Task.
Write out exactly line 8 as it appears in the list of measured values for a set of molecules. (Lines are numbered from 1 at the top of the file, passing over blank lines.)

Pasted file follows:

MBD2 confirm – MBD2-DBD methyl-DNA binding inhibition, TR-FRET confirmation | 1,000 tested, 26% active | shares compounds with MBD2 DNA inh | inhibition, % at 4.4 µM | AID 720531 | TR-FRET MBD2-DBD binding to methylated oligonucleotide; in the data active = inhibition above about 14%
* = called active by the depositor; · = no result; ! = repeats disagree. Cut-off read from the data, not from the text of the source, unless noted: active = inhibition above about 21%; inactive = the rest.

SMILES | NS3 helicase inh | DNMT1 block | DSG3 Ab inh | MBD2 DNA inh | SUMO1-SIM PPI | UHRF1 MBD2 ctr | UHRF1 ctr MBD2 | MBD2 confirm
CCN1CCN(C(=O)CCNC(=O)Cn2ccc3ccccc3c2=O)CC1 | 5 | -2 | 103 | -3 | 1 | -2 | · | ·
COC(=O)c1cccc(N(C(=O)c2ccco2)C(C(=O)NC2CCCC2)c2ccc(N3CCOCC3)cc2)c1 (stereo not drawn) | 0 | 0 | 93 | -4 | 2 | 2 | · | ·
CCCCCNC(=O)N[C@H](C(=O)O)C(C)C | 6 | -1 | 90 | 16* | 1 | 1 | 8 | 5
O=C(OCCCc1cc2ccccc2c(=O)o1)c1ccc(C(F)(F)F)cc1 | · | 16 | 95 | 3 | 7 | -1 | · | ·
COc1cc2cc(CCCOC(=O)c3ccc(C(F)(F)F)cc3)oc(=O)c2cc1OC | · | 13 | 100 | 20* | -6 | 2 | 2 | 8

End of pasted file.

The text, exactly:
COc1cc2cc(CCCOC(=O)c3ccc(C(F)(F)F)cc3)oc(=O)c2cc1OC | · | 13 | 100 | 20* | -6 | 2 | 2 | 8